Mon, 24 Aug 2020 - 10:32 GMT
Mon, 24 Aug 2020 - 10:32 GMT
CAIRO – 24 August 2020: On August 16, Egypt’s House of Representatives approved a bill proposed by the government to amend some provisions of the Penal Code regarding ‘bullying’.
The bill for the first time sat a clear detention for bullying in the Egyptian law as a “show of force or control by the offender, or the abuse of a vulnerable victim.” The law also includes prison and fine punishments for the crime.
Here are all the details you need to know about Egypt’s first law on ‘bullying’:
The law defines bullying as a “show of force or control by the offender, or the abuse of a vulnerable victim,” or as an offence committed on the basis of gender, race, religion, physical attributes, health or mental status, or social class
The law comes to confront a phenomenon that has grown recently in Egypt, which constitutes a danger to society, and an obstacle to the implementation of the obligations of a decent life for citizens.
The law includes penalties of prison term of no less than six months and/or a fine of LE 10,000 to LE 30,000.
If the offence is committed by more than one person or if the offender is related to the victim, penalties can be increased to a minimum of one year in prison and/or a fine ranging from LE 20,000 to LE 100,000.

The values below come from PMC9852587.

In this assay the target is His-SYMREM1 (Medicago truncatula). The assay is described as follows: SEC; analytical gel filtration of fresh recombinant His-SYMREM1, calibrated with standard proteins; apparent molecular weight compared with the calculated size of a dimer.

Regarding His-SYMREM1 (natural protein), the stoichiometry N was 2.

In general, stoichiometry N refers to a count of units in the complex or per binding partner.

Egypt’s Cabinet announced proposing the bill to The House in a July meeting chaired by Prime Minister Mustafa Madbouli.
The announcement came after a series of bullying incidents in the country were recorded and circulated on social media websites. Egypt’s Attorney General has ordered investigating these cases.
Earlier in July, Egypt’s Attorney General Hamada al-Sawy ordered arresting two suspects in detention pending investigations; after accusing them of insulting a Sudanese child and violate his personal life, causing discrimination between individuals on basis of their origin.
In a statement, Sawy’s office said that the two suspects beat the child and filmed him aiming to post the video on social media.
“When the child tried to escape from his abusers, they throw him with stones and stole his stuff that he left behind in his escape attempt,” the statement explained.
Also, The Ministry of Health in June published a video on its official Facebook page explaining the danger of bullying coronavirus patients.
In the video, the ministry called on citizens not to bully people infected with the virus, and to treat them normally, while taking preventive and precautionary measures to protect themselves from infection.
The motion graphics footage advised citizens on how to deal with COVID-19 patients without blaming them so that they do not get embarrassed or scared, or hide their illness instead of seeking help.
“This is too bad for their physical and mental health. We all have a big role in stopping any harm; specially bullying, stigma, and harsh words to patients, or doctors and nurses who take care of them,” says the video.